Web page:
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How to do a Full Server Restore to Amazon EC2

This post applies to CloudBerry Backup 4.5 and later.

In this post, we explain how to do Full Server Local to Cloud Restore on Amazon Elastic Compute Cloud (Amazon EC2) service for Disaster Recovery (DR) with CloudBerry Backup, a powerful solution that allows you to automate your backup and restore processes.

First of all, you need to create a snapshot of your server by taking advantage of the CloudBerry Image Based Backup feature. Once it is done, you can go ahead and restore this server snapshot to Amazon EC2 service as shown below.

How to do Full Server Restore to Amazon EC2 with CloudBerry Backup

1. Launch CloudBerry Backup, click Restore button on the toolbar and follow the Restore Wizard steps to create a new restore plan.

2.  In the "Type of Data" step of the Wizard, select Restore Image Based Backup option.

3. Then select the Restore as Amazon EC2 Instance option.

You may as well want to create the Amazon Machine Image (AMI) by using the Create AMI option. This option allows you to automatically run a restored virtual machine and finally you will have a running system with a personalized IP address. Without that option, you will have to configure an IP address (Elastic IP) and start the restore machine manually in the AWS EC2 Management Console.

To create the AMI while restoring your server as EC2 Instance, just select Create AMI (Amazon Machine Image) check-box and set up the vmimport role: How To Configure VMimport Role.

Note: The Restore as Amazon EC2 Instance option does not support Desktop Windows 7/8. Whereas the Restore as Amazon EC2 Instance along with the Create AMI option does not support Windows 10.

4. Specify Target EC2 Instance details:

Complete the rest of the Restore Wizard steps to create and customize your restore plan!

5. You can find the restored server in Amazon EC2 Management Console

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View Comments (24)

  • Woah, what's the cost of doing this on Amazon? It would be a great way to demonstrate to clients that their machine is being backed up successfully.

        • This question was posted 2 years ago, in the interim - has there been any changes?

          Will it ever be possible to restore a Hyper-V backup directly to EC2 or Azure? If not, is there a way to convert it?

          • Unfortunately that can be performed with VM edition.
            The only workaround in this situation is to
            - install CloudBerry Image-based backup to Hyper-V guest system,
            - perform an Image backup
            - restore this image to EC2/Azure VM

        • Sure, but you need to have CloudBerry Backup installed on the VM that you want to backup and back it up using Image based backup mode.

          • i was confused on that , i tried to backup using the Hyper-v Backup but then did not have a restore option to Amazon E2 makes sense now that i read this post, i did test backup having the software installed on a Hyper-V image and was able to restore to Amazon E2 instance, but need to open some RDP ports up in Amazon for it to work, FYI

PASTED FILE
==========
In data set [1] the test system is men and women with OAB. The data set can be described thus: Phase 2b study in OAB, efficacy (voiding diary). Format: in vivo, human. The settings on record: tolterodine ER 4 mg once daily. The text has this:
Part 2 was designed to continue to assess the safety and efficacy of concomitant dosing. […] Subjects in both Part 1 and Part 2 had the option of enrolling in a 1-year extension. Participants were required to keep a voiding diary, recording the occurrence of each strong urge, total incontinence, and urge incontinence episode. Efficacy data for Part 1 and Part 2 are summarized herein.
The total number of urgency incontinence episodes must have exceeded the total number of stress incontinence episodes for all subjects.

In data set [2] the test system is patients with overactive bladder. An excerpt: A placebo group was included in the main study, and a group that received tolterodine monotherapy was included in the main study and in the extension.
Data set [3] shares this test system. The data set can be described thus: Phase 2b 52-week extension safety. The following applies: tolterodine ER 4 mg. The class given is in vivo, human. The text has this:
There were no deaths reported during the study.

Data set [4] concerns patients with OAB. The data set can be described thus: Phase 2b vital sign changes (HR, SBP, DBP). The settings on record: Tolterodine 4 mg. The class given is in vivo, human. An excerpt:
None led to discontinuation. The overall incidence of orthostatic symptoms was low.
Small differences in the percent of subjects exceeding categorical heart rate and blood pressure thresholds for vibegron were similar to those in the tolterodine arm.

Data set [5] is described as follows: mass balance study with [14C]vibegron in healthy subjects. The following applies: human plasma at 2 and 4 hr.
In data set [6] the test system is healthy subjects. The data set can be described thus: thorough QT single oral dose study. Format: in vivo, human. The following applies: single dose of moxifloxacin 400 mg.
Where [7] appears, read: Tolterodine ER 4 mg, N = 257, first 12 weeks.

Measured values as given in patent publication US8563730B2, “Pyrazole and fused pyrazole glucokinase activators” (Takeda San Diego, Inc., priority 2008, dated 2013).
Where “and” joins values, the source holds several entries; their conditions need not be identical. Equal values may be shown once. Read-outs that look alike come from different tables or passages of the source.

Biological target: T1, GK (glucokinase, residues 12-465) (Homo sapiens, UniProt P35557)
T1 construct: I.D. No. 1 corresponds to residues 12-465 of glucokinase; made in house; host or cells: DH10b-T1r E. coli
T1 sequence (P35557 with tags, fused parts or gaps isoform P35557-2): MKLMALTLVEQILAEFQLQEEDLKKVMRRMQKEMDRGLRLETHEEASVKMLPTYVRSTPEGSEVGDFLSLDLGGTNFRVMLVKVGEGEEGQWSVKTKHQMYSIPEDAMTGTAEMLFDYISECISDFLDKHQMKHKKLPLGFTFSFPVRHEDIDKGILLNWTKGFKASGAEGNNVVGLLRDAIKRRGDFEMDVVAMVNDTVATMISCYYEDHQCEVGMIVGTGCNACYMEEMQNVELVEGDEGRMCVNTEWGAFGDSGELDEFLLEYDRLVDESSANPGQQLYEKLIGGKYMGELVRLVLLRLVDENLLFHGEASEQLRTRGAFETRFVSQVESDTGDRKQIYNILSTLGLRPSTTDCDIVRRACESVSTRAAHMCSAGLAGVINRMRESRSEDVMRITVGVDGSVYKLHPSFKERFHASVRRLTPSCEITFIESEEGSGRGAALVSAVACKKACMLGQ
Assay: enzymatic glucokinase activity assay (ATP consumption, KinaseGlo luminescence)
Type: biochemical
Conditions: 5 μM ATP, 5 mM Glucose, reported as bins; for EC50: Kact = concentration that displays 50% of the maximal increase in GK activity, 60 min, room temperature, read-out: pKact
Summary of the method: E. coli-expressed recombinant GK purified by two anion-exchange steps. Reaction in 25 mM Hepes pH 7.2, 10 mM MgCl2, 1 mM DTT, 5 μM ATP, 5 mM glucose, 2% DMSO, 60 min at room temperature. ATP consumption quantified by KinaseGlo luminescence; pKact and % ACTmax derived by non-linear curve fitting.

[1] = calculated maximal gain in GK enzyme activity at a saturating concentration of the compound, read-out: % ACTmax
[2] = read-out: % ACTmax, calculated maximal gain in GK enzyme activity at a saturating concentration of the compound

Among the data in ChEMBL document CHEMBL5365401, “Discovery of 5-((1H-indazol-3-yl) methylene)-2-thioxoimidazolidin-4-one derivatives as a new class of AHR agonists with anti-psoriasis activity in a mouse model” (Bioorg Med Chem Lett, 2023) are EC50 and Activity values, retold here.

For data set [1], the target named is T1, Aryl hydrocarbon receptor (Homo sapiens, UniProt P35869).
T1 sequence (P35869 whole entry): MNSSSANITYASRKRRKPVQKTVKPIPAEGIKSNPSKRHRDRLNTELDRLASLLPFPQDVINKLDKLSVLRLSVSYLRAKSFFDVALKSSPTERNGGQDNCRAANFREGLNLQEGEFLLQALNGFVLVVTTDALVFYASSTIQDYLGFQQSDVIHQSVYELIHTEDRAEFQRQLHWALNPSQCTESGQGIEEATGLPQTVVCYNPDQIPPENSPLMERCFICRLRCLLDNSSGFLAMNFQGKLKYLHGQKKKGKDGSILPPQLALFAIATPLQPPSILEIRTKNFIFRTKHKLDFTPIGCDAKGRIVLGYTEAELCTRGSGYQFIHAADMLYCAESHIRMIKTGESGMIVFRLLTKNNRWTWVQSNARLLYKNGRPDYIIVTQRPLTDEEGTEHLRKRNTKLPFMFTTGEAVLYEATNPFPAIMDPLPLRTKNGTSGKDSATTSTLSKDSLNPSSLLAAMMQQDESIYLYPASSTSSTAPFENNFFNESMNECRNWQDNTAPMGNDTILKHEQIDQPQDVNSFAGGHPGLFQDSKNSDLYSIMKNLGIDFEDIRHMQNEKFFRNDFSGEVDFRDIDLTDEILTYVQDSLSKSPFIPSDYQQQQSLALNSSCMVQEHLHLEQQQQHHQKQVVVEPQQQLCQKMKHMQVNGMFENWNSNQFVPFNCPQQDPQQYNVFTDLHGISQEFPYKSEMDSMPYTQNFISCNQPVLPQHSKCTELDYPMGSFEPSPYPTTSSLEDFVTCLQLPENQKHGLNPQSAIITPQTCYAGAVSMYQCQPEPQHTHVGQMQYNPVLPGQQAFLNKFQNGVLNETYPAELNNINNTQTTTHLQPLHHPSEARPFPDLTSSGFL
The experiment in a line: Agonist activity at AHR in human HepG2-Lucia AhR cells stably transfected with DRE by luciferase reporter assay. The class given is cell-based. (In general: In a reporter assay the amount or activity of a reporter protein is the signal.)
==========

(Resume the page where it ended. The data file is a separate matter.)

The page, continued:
• By default 3389 is opened in Amazon ACLs thus you only need to open it if you've closed it earlier. By the way, during the restore process we open port 3389 on the restored instance.

  • This is great! We currently use Google as our storage provider and would prefer not to need to setup another account with Amazon to do something like this. Do you have any plans to provide similar functionality on Google's cloud platform?

    Thanks!

  • I would love to see a tutorial video or demo video of this online, does anyone have a video example of this in use?

  • When you restore a Windows image to Amazon EC2 it does bring over the license also ?
    Thank you,
    Jaime

    • Hi Igor,
      I suppose this happens because you have quite slow connection to the Internet.
      First it downloads the image from S3 to local computer then it processes it locally and then pushes processed image from local computer to EC2. In other words it has to transfer an entire image through a slow connection twice.
      If you run a VM in EC2 and initiate the process from that VM it will work much-much faster.

      • Hey Anton, I know this is an old thread, but just our of curiosity (as I'm documenting this process) whey does the restore process require that I download the instance and push it back into the AMI / EBS? I understand that it's compressed but can't you execute the restore from the aws command line directly? Just wondering what's going on under the hood. We're trying to move a very large server to AWS and we only have 1 weekend to do it. It's a Gen 2 Hyper-V as well which makes it very hard to complete in that window. Any suggestions?

        • Now we have an option to run temporary EC2 instance that will allow you to save a lot of time on transfers. Just make sure to pick the right instance size for the temporary machine.
          Also there's 1TB AWS limitation on image size import (uncompressed).